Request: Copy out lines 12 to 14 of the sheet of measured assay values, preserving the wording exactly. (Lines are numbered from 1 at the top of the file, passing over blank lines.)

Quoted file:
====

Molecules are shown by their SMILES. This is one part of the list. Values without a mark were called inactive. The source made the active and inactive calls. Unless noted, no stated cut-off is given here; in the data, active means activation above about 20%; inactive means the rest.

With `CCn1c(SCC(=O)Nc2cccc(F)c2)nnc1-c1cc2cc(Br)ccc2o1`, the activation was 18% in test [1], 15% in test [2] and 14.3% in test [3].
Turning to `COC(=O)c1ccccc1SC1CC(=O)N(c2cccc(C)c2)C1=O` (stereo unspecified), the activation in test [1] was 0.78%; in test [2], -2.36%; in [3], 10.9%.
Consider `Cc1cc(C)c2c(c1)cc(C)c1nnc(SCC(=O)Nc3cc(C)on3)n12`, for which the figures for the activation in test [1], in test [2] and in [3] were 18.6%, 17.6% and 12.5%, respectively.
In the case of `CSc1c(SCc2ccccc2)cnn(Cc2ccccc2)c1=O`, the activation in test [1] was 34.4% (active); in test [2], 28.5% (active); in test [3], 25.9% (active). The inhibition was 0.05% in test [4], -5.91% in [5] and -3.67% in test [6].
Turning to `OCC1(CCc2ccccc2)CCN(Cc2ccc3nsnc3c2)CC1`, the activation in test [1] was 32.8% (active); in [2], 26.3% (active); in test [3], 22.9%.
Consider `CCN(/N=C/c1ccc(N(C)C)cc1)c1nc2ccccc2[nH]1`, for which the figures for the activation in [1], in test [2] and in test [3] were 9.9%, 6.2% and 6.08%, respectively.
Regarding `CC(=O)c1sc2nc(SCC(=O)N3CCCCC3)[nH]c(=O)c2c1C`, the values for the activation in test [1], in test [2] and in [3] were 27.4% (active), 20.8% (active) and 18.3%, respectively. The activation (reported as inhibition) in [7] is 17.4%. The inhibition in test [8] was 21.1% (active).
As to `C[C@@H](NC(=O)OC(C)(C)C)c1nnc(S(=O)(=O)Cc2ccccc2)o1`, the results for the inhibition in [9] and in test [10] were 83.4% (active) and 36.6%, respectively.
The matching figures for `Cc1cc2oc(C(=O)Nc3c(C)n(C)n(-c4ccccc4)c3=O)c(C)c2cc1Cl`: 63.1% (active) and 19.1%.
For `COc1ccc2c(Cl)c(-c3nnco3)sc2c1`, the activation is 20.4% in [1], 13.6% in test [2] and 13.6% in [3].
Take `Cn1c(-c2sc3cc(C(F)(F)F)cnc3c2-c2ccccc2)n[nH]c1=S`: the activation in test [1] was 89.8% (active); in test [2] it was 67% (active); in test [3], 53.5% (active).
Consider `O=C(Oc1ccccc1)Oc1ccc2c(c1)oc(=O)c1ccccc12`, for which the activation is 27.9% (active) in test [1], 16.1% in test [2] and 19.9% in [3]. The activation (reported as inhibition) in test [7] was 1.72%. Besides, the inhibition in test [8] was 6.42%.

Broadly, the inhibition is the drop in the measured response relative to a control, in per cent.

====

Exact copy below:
Take `Cn1c(-c2sc3cc(C(F)(F)F)cnc3c2-c2ccccc2)n[nH]c1=S`: the activation in test [1] was 89.8% (active); in test [2] it was 67% (active); in test [3], 53.5% (active).
Consider `O=C(Oc1ccccc1)Oc1ccc2c(c1)oc(=O)c1ccccc12`, for which the activation is 27.9% (active) in test [1], 16.1% in test [2] and 19.9% in [3]. The activation (reported as inhibition) in test [7] was 1.72%. Besides, the inhibition in test [8] was 6.42%.

Broadly, the inhibition is the drop in the measured response relative to a control, in per cent.